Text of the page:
Employees often recycle passwords throughout their work and personal networks. If your internal requirement is to have a capital letter and special character, it’s common practice for employees to use a password they are familiar with, and add a capital letter and exclamation mark. (Example: Exposed Password: cowboys, Variation: Cowboys!, Cowboys1, Cowboys!1, and so on.) Knowing this, hackers will run scripts using metasploit frameworks (hacking and pentesting tools) to “brute force” their way into an unsuspecting system.

Any “Best Practices” for individual users or Corporate IT on frequency of password change or actually changing your personal or professional email?

Please refer to the National Institute of Standards and Technology’s (NIST) Special Publication 800-63B Digital Identity. A link to SP800-63B can be found here: https://pages.nist.gov/800-63-3/sp800-63b.html

If your personal data is found on the Dark Web, can it be removed?

Once the data is posted for sale within the Dark Web, it is quickly copied and distributed (re-sold or traded) to a large number of cyber criminals, within a short period of time. Once the information has been posted and copied, it is public forever.

Why is “Dark Web Protection” essential?

One simple example:

Imagine what can happen if even one of your employees is careless with his or her emails and their user/password becomes ‘in play’ on the Dark Web.  A Bad Guy (to use a polite term) uses it to send an email from this employee, from your company to everyone in sight on your contact list.  Naturally, they open it because “It’s from you, a ‘trusted’ source”. But it is a ransomware attack that YOU just sent them. The jury is out to the extent of your liability if carelessness on your part allowed this crime, but there is no question that your clients will blame you.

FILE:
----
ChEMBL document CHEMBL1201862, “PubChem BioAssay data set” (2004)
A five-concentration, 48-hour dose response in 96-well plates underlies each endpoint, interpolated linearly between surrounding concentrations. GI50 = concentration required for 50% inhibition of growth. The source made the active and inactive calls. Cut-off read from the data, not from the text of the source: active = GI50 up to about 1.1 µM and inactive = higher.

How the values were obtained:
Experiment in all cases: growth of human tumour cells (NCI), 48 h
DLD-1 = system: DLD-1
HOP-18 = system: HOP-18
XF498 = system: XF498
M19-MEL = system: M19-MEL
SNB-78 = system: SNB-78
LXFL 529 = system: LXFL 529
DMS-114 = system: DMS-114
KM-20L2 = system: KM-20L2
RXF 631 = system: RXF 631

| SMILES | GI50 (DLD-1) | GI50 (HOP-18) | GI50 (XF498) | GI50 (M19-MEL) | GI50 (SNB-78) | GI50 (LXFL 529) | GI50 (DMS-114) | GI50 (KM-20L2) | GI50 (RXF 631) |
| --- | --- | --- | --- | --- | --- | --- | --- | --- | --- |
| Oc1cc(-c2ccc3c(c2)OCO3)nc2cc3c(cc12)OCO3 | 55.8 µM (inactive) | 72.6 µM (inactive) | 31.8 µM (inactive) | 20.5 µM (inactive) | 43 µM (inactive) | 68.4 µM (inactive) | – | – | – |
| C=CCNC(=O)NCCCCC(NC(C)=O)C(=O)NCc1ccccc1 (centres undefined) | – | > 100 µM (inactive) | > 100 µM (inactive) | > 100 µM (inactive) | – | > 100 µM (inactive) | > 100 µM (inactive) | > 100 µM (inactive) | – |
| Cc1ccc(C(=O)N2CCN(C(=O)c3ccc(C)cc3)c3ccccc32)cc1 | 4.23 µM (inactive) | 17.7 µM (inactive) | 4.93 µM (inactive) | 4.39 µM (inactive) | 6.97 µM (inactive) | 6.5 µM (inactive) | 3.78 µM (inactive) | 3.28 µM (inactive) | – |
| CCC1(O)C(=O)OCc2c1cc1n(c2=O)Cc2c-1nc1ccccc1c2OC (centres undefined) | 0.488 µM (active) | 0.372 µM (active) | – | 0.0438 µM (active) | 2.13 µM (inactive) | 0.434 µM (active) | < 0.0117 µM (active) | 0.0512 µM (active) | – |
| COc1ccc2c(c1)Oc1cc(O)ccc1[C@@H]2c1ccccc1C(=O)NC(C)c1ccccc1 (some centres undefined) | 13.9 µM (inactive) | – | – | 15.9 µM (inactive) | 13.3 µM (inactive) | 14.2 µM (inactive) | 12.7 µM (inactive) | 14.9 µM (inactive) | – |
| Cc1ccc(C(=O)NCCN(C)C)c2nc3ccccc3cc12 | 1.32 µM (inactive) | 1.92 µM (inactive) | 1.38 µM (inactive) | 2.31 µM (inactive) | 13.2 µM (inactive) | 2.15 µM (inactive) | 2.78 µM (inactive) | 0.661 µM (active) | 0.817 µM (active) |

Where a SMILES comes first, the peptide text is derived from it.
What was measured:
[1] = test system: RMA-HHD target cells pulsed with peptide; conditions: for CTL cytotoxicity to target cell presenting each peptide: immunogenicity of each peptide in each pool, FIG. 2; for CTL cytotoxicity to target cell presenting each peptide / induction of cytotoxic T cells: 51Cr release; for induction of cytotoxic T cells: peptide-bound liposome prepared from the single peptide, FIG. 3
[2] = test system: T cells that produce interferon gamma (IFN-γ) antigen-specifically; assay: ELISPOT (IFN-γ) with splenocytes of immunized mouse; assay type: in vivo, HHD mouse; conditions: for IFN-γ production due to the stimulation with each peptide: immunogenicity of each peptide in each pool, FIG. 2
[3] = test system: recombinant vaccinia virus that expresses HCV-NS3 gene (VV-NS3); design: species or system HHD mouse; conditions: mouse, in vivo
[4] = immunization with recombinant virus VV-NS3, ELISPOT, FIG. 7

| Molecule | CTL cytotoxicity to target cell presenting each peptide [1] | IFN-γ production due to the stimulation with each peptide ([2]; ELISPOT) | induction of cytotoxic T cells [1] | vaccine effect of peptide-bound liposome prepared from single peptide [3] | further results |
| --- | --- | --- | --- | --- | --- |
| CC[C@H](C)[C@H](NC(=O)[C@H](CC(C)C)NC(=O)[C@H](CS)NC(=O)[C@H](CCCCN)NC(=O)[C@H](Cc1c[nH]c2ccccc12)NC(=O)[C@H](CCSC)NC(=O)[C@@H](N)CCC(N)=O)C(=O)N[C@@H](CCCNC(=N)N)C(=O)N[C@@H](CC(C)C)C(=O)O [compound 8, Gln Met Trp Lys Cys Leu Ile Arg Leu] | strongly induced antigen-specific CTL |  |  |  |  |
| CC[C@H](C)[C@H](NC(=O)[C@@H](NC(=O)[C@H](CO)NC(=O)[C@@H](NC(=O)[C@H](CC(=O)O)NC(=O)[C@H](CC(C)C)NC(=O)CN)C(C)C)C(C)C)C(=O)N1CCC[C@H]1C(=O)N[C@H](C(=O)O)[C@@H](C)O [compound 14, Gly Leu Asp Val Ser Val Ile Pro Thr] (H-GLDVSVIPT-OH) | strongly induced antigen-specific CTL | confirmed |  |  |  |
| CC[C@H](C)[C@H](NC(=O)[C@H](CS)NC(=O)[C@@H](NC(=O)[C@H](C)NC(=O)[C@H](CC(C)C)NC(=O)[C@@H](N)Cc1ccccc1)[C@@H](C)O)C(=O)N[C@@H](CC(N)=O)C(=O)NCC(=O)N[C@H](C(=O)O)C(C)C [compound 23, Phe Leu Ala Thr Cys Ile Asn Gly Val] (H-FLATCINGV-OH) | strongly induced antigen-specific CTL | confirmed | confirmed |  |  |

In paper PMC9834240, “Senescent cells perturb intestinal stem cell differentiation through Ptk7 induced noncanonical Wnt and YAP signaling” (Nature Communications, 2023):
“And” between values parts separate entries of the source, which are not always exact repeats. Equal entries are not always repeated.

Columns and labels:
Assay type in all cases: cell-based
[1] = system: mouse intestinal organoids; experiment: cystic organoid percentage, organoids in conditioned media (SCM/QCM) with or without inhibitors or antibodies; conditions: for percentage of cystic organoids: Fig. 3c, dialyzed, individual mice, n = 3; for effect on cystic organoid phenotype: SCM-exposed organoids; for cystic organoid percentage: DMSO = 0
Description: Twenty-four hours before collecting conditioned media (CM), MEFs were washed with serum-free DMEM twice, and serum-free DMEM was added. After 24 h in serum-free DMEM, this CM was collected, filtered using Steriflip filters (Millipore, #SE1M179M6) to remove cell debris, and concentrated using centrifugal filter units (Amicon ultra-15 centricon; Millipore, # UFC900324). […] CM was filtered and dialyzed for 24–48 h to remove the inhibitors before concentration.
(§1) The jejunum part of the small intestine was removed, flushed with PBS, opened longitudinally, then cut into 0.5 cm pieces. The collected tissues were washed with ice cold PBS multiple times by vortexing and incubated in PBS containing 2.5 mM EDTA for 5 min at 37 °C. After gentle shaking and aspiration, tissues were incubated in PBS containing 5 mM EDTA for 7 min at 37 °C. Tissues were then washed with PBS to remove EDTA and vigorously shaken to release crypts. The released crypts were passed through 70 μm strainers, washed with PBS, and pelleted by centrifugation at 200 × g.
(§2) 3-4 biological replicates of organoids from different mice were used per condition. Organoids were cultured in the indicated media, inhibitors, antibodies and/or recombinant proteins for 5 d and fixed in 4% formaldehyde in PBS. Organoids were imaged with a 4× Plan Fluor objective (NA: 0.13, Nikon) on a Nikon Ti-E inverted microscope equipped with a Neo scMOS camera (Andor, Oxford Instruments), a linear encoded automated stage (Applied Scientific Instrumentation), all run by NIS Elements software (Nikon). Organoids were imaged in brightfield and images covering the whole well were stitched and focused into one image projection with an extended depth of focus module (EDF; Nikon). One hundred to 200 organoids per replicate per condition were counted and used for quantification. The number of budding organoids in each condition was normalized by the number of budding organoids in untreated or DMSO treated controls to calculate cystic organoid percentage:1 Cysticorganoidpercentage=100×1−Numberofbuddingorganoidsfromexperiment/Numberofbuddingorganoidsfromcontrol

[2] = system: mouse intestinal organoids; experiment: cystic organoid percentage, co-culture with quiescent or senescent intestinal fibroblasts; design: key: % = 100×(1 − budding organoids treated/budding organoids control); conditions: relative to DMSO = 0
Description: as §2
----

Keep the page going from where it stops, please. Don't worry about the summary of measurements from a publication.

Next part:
And that’s the good, lightweight scenario. What is further possible:

Once they have a valid user/password, they can often access other aspects of your company’s resource and do all that a spiteful employee could, including the disabling of safeguards on your company’s computers, and ransoming them.  Sadly, the ‘down side’ is almost endless.

How does Panatech’s Dark Web protection save me?

In simple terms, our software ‘crawls the web 24/7’ looking in the places that the Bad Guys go to buy and sell your information for nefarious purposes.  We hope to be among the first to find when your credentials become ‘in play’ and alert you immediately so that you can take remedial action and mitigate the exposed vulnerability.